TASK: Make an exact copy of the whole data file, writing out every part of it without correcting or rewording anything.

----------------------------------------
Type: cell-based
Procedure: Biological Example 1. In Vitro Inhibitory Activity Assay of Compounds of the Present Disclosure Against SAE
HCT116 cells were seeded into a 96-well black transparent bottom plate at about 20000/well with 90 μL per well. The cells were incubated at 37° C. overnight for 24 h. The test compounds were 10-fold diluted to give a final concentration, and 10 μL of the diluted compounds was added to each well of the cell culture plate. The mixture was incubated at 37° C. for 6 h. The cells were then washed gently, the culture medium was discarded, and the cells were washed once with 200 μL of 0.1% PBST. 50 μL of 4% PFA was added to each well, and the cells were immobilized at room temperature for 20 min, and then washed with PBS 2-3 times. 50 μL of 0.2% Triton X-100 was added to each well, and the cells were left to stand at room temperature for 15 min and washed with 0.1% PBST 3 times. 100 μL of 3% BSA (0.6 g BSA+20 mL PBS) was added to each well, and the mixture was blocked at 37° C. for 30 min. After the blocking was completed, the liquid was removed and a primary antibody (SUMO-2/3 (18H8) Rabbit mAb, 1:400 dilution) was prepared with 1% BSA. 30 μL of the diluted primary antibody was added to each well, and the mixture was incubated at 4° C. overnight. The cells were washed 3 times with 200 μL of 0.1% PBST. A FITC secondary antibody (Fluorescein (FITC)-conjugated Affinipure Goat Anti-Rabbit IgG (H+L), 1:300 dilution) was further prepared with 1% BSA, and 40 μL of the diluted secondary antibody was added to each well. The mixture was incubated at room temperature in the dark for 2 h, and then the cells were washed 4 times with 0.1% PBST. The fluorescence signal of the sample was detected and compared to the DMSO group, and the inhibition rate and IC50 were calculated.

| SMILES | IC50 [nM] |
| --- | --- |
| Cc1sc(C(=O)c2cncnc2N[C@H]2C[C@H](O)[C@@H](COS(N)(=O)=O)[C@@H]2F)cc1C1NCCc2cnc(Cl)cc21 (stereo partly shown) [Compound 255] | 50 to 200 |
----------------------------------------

Type: cell-based
Procedure: Biological Example 1. In Vitro Inhibitory Activity Assay of Compounds of the Present Disclosure Against SAE
HCT116 cells were seeded into a 96-well black transparent bottom plate at about 20000/well with 90 μL per well. The cells were incubated at 37° C. overnight for 24 h. The test compounds were 10-fold diluted to give a final concentration, and 10 μL of the diluted compounds was added to each well of the cell culture plate. The mixture was incubated at 37° C. for 6 h. The cells were then washed gently, the culture medium was discarded, and the cells were washed once with 200 μL of 0.1% PBST. 50 μL of 4% PFA was added to each well, and the cells were immobilized at room temperature for 20 min, and then washed with PBS 2-3 times. 50 μL of 0.2% Triton X-100 was added to each well, and the cells were left to stand at room temperature for 15 min and washed with 0.1% PBST 3 times. 100 μL of 3% BSA (0.6 g BSA+20 mL PBS) was added to each well, and the mixture was blocked at 37° C. for 30 min. After the blocking was completed, the liquid was removed and a primary antibody (SUMO-2/3 (18H8) Rabbit mAb, 1:400 dilution) was prepared with 1% BSA. 30 μL of the diluted primary antibody was added to each well, and the mixture was incubated at 4° C. overnight. The cells were washed 3 times with 200 μL of 0.1% PBST. A FITC secondary antibody (Fluorescein (FITC)-conjugated Affinipure Goat Anti-Rabbit IgG (H+L), 1:300 dilution) was further prepared with 1% BSA, and 40 μL of the diluted secondary antibody was added to each well. The mixture was incubated at room temperature in the dark for 2 h, and then the cells were washed 4 times with 0.1% PBST. The fluorescence signal of the sample was detected and compared to the DMSO group, and the inhibition rate and IC50 were calculated.

| SMILES | IC50 [nM] |
| --- | --- |
| Cc1sc(C(=O)c2cncnc2N[C@H]2C[C@H](O)[C@@H](COS(N)(=O)=O)[C@@H]2F)cc1C1NCCc2cnc(Cl)cc21 (stereo partly shown) [Compound 255] | 50 to 200 |